Author Jessica Martinez
Released: October 7th 2014
Publisher: Katherine Tegen
Lenght: 432 pages
Source: Publisher for review
Valentina Cruz no longer exists.One moment, she was wrapped in Emilio’s arms, melting into his kiss. The next, she was witnessing the unthinkable: a murder in cold blood, ordered by her father and carried out by her boyfriend. When Emilio pulled the trigger, Valentina disappeared. She made a split-second decision to shed her identity and flee her life of privilege, leaving the glittering parties and sultry nightlife of Miami far behind.She doesn’t know how to explain to herself what she saw. All she knows now is that nothing she believed about her family, her heart, or Emilio’s love, was real.She can change her name and deny her past, but Valentina can’t run from the truth. The lines between right and wrong, and trust and betrayal, will be blurred beyond recognition as she untangles the deceptions of the two men she once loved and races to find her own truth.
It’s no secret that Jessica Martinez’s debut novel, Virtuosity is one of my all-time favorite books. Carmen and Jeremy King had an amazing chemistry and they worked together so well. It’s been years, but I still remember their love so vividly. Then came Jessica’s sophomore novel, The Space Between Us. It too was memorable, but for entirely different reasons. I can still taste the disappointment, the feeling of being let down by an author I trusted. I didn’t even bother with The Vow, choosing to trust a few friends who didn’t think much of it. But Kiss Kill Vanish lured me in with its memorable title, gorgeous cover, and still, still, Jessica’s name on it. But was it worth it? No.
I’d love to say that it’s a matter of personal taste, and I suppose it always is to a certain extent. But a completely outlandish plot and a protagonist who refuses to think with her own head should bother just about anyone. The plot of Kiss Kill Vanish is so poorly thought-through, so full of plot holes and nonsensical details that it borders on being ridiculous.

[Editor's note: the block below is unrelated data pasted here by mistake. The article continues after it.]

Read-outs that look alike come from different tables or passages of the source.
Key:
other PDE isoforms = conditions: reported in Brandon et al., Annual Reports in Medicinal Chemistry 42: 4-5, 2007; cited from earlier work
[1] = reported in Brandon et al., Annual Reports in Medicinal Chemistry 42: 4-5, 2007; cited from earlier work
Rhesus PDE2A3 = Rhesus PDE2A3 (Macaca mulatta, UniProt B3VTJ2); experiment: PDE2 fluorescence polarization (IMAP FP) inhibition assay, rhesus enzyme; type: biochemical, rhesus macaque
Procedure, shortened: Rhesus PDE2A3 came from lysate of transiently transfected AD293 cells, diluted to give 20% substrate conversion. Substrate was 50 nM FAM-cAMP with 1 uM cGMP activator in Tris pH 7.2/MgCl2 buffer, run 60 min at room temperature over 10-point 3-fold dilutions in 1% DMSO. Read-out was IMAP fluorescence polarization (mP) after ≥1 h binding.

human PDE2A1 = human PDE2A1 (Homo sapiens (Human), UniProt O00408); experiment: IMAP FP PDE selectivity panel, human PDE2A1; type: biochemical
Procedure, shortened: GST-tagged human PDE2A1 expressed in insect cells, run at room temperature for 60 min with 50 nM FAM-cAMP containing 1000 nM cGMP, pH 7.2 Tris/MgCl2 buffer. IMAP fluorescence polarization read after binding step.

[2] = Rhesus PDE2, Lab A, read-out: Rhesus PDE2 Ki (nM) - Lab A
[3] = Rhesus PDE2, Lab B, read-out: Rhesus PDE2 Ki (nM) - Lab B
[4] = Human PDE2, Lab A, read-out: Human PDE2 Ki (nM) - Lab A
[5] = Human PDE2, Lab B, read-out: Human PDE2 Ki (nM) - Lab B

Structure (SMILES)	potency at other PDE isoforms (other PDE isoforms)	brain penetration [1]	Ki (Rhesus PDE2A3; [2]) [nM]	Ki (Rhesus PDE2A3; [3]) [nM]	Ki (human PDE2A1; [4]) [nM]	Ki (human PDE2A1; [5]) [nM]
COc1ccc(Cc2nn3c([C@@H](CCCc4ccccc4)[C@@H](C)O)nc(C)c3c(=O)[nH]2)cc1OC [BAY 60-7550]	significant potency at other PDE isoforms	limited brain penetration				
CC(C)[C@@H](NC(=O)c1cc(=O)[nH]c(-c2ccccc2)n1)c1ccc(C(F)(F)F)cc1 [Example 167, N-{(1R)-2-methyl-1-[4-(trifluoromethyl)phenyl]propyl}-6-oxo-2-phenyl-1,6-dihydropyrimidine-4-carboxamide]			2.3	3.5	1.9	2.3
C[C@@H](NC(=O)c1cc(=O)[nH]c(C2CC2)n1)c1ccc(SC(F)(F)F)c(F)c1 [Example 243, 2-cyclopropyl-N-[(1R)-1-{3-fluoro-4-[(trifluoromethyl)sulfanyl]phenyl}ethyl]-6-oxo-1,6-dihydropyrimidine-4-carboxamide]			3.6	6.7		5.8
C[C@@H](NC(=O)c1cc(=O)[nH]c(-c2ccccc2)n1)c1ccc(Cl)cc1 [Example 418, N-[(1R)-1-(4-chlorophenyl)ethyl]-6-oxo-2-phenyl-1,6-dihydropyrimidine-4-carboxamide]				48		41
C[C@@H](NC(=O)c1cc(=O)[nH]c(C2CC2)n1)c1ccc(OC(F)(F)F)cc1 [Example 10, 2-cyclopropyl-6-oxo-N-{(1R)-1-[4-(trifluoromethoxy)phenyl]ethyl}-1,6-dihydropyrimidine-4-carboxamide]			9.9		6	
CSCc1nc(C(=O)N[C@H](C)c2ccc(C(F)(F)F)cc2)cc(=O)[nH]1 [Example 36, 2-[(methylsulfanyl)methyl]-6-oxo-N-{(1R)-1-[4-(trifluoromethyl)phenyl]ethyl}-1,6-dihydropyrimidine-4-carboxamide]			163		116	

Just days ago, I read a good book made infinitely better by its smart, resourceful heroine. With Kiss Kill Vanish it’s exactly the opposite: it’s a mediocre book made worse but the witless, thoughtless protagonist whose moral compass needs some serious recalibrating. With her selfishness, inconsistencies and complete and utter blindness to anything that might offend her delicate sensibilities, Valentina was absolutely infuriating.
Her thoughtlessness influenced every aspect of her life: her relationship with her father and her sisters, her romantic entanglements and even her superficial friendships with her roommate and employers. It was clear from the very beginning that her boyfriend Emilio was a dishonest, manipulative criminal, and yet the mere sound of his voice was enough to weaken Valentina’s resolve. She not only witnessed him murdering someone, but she suspected him of killing another person in cold blood, and yet she insisted on pretending that nothing was wrong.
Even the second romance was born mostly out of Valentina’s selfishness. The way she handled Emilio and Marcel showed that she was too immature to tie her own shoes, let alone handle adult relationships. I’ve seen reviewers compare her to Bella Swan, but I actually liked Bella, and there was nothing even remotely likeable about Valentina Cruz.
It needs to be said that Martinez's prose is gorgeous, and that her ability to string amazingly fluid sentenced together remains unchanged. But that alone isn't enough to justify reading this book. The plot and the final scenes combined with Valentina’s character made me realize that it’s time for Jessica Martinez and me to part ways. One wonderful book does not a career make, and while I’ll always adore Virtuosity, I doubt I’ll ever read another one of her books.
A copy of this book was kindly provided by the publisher for review purposes. No considerations, monetary or otherwise, have influenced the opinions expressed in this review.